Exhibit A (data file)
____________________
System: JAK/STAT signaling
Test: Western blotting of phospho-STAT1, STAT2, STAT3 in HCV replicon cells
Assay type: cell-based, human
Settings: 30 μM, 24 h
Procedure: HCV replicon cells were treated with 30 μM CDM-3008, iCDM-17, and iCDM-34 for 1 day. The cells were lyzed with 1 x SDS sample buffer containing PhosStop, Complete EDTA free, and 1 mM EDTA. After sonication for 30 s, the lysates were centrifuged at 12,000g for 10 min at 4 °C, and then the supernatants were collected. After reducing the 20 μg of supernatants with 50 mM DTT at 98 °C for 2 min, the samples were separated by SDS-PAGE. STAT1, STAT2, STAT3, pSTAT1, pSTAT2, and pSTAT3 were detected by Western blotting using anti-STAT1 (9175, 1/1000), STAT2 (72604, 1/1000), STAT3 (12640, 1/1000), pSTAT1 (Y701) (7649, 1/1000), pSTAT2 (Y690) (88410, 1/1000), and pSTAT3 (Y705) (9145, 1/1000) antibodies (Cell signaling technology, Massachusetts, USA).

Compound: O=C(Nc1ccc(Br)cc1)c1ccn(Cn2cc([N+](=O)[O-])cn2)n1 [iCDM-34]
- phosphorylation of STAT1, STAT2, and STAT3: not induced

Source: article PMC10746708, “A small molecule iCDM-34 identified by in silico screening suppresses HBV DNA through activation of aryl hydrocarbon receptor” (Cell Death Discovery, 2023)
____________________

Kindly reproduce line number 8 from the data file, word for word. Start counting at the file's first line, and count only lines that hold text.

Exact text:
Source: article PMC10746708, “A small molecule iCDM-34 identified by in silico screening suppresses HBV DNA through activation of aryl hydrocarbon receptor” (Cell Death Discovery, 2023)